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December 31, 2013. Neil Hayward finishes his record-breaking Big Year with 749 birds sighted.
January 1, 2014. I begin my little year with 25 birds sighted. Off to a good start.
The object of a Big Year is to see in one year as many species of birds as possible within the continental US, Canada and their coastal waters. Birders spend the year traveling around the continent, chasing reports of rare and accidental birds. They are prepared to hop on a plane at a moments notice and travel to any and every corner of North America to see that one special bird.
On the back cover of Mark Obmascik’s book The Big Year, Outside Magazine sums up it up like this,
“Every January 1, a quirky crowd storms out across North America for a spectacularly competitive event called a Big Year - a grand, expensive, and occasionally vicious 365-day marathon of birdwatching”.
In March of 2012, while on vacation in the Everglades, I read the book, “The Big Year”. The book had recently been turned into a movie and it was getting a lot of play in the newspapers. Until the movie, I had never heard of a Big Year. However, it seemed the perfect book to read in the Everglades, a birders paradise. As one can imagine, it piqued my interest. My first thought was, Can I do a big year? How wonderful it would be to devote an entire year to birding around the country.
My second thought, which came almost simultaneously with the first thought, was that I had no real desire to do a Big Year, for a number of reasons. They are: 1. I can’t afford to take a year off from work. 2. I can’t afford to spend enormous amounts of money flying all over the continent. 3. While I enjoy birding, I don’t have the dedication it takes to do a Big Year, and 4. while I consider myself a fair birder, I am in no way good enough to try a Big Year. For instance, like most birders of my level, many sparrows are designated as LBJ’s (Little Brown Jobs) and most sandpipers all come under the heading of “peeps”. So a Big Year was out.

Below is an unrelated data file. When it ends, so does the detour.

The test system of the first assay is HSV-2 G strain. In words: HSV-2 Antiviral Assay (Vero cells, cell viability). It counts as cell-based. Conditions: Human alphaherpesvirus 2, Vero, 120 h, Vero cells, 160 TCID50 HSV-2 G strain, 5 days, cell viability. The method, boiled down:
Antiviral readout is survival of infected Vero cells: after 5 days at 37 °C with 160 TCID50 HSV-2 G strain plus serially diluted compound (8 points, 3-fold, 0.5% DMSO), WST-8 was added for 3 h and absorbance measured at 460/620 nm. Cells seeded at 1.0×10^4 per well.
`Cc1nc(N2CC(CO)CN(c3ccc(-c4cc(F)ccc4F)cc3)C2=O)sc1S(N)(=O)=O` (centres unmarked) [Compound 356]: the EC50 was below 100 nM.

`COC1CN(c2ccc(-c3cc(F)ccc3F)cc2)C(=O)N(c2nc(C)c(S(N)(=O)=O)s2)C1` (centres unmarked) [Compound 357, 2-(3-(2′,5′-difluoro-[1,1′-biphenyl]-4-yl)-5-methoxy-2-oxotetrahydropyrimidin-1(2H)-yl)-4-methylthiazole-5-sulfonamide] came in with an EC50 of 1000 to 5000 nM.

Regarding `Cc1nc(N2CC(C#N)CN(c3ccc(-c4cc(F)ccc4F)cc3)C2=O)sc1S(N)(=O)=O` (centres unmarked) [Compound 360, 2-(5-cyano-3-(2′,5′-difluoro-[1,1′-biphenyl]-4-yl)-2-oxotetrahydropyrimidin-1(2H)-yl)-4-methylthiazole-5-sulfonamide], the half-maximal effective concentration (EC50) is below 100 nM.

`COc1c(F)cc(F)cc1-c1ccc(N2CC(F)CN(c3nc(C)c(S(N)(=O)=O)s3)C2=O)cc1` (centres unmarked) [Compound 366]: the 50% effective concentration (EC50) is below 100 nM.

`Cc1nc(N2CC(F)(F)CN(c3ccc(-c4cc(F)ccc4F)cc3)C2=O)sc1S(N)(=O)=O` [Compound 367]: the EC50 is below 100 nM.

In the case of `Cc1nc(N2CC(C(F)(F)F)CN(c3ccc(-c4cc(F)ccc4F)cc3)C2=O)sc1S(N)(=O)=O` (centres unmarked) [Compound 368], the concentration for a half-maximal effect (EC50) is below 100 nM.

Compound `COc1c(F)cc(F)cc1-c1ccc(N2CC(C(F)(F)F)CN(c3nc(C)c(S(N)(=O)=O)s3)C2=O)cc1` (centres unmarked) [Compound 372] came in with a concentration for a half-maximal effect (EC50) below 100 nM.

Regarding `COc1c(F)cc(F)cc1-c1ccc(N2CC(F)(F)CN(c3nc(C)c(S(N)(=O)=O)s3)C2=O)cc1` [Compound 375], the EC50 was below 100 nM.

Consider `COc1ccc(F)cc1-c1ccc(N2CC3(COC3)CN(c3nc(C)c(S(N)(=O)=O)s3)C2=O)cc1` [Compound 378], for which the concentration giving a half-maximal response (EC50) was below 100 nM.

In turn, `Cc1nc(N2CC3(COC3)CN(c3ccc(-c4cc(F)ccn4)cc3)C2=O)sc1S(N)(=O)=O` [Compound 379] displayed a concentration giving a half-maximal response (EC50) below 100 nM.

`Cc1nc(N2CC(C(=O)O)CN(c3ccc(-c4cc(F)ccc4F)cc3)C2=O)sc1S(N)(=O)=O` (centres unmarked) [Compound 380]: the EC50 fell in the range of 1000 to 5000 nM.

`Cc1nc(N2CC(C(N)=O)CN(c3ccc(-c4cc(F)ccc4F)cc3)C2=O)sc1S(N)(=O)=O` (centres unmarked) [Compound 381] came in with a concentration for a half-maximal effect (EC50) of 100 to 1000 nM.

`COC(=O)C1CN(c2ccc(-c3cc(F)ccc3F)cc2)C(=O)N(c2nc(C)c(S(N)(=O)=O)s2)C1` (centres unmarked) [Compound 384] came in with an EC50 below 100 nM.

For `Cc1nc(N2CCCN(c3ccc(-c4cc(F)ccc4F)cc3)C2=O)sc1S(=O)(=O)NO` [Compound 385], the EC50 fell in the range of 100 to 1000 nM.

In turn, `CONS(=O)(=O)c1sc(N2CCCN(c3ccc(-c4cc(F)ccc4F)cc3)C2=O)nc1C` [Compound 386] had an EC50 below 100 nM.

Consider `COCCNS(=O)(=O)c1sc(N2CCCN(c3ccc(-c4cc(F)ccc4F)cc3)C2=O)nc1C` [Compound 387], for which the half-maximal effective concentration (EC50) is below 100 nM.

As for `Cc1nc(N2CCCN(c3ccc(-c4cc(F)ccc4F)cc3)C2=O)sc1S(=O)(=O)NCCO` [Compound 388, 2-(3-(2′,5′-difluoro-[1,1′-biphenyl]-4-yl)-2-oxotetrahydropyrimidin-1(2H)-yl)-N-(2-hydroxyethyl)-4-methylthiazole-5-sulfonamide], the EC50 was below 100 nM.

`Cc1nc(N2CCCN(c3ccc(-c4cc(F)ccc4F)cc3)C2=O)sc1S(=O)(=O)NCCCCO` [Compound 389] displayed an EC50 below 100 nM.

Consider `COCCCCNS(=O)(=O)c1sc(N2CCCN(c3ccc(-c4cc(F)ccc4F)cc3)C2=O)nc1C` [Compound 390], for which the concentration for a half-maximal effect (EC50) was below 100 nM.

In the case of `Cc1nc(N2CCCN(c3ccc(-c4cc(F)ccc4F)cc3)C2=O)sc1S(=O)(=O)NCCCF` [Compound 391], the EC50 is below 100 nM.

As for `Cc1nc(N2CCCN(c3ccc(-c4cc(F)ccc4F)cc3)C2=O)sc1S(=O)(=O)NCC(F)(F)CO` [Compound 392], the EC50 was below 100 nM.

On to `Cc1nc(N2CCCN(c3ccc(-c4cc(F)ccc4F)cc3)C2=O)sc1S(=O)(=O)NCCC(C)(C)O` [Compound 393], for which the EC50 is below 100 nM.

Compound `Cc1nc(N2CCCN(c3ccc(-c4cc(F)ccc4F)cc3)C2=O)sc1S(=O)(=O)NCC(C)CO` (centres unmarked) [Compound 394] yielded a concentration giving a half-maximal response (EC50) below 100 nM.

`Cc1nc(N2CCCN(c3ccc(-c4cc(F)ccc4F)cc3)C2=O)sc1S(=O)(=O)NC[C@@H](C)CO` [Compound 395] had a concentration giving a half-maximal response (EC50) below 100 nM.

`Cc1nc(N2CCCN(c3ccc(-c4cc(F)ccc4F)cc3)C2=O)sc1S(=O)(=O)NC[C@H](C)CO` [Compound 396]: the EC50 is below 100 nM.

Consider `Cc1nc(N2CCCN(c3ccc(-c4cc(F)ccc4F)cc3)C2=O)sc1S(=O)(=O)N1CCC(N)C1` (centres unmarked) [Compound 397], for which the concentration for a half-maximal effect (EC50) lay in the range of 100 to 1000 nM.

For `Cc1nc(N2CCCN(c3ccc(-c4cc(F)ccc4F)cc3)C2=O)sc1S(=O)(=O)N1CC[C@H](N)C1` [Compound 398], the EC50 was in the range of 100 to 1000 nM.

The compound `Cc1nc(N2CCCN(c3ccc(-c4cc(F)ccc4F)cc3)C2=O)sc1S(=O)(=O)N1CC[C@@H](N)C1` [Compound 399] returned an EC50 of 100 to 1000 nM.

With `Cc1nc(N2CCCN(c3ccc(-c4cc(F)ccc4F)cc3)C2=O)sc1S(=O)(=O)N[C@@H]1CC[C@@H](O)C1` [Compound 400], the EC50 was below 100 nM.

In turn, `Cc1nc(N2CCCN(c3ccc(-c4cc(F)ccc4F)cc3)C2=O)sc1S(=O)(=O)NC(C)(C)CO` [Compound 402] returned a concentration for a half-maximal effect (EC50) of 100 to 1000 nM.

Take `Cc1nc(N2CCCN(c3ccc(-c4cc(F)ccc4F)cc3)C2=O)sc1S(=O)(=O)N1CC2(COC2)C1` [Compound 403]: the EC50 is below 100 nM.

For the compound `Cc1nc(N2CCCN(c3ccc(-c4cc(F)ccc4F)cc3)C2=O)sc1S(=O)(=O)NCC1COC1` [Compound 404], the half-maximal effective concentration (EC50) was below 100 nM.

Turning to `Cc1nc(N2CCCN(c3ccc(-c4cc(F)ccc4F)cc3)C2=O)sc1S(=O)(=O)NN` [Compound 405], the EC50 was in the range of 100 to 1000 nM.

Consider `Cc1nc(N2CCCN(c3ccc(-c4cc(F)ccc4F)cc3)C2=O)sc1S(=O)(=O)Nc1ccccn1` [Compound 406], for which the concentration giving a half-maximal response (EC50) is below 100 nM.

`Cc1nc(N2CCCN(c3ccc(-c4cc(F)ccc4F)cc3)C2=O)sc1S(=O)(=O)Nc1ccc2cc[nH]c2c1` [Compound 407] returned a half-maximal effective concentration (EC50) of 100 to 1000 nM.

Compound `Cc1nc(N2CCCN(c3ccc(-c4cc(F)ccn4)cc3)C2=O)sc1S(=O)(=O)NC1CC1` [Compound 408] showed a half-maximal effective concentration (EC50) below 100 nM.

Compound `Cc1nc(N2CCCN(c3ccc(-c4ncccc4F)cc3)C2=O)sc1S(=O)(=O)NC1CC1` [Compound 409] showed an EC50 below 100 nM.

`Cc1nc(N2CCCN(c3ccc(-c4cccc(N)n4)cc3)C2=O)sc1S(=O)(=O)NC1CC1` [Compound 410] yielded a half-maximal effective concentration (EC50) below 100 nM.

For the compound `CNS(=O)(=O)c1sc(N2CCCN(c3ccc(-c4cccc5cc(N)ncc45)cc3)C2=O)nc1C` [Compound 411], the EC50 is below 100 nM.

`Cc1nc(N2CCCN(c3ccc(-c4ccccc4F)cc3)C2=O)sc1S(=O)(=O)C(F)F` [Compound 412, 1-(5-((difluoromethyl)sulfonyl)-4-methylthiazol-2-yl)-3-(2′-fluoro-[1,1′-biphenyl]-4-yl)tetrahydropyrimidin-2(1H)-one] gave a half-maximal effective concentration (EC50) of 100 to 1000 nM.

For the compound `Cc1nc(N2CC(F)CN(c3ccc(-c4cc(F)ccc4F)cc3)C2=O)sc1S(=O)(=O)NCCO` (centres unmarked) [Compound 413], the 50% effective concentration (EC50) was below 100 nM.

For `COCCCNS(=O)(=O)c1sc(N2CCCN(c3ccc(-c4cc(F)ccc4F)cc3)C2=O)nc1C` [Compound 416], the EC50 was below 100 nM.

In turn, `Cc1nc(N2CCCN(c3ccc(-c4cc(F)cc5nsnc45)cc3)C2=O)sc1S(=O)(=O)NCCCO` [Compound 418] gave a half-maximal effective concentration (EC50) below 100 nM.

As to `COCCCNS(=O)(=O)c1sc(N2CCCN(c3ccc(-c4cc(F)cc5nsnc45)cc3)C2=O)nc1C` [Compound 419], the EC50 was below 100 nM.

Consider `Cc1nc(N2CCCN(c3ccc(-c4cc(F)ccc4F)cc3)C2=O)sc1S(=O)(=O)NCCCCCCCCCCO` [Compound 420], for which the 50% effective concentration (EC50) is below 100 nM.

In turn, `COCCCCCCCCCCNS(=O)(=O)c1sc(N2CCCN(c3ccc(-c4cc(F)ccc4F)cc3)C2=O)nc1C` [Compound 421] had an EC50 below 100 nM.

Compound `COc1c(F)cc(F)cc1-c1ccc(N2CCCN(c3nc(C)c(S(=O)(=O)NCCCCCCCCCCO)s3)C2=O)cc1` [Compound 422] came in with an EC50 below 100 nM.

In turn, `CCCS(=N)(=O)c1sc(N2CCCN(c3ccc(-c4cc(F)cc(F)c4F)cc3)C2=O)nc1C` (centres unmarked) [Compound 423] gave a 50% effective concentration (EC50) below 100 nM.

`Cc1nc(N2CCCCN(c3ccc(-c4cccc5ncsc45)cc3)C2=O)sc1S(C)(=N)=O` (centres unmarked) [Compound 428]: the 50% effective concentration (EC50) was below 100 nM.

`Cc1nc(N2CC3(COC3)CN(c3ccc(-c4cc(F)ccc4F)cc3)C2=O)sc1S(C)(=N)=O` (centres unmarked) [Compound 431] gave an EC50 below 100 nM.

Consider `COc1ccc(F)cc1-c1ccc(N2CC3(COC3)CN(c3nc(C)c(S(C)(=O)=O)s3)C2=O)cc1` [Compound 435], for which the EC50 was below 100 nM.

And yet, I knew that in hiking around the Everglades, I would see quite a few birds that I would not see at home, back in Massachusetts. It seemed a shame to waste those birds sightings. That’s when I decided to do a little year. I would set a goal for myself to see a certain number of birds within the year. I would try to choose a number that was possible to attain, yet would take a bit of effort and that would be a challenge to see, considering the time and funds available as well as my level of birding expertise. The number I chose was two hundred birds. I would try to see two hundred birds within the year. Then, when the year was up, I would start on a new little year, trying to reach my goal of 200 birds, as well as beating my record of the year before.
Like the Big Year, my little year would be a competition. But unlike the Big Year, it would be a competition against myself. The competition - to reach my goal - would drive me to get out birding as often as possible, but it wouldn’t rule my life. If I didn’t reach my goal, I would always have the next year to look forward to.
After having done two little years, this is what I have gained:
So, How have I been doing on my little years? My first year I saw 188 birds. Last year the total was 215 birds. As of the first of this year - January 1, 2014 - 25 birds. Only 191 to go to beat last year’s record.
Of course, the totals don’t really matter. Of much more importance is the pleasure I get from my little year, especially when I am joined in my birding expeditions by friends who have also started little years.
Is that a Fox Sparrow I see out my window? Gotta run.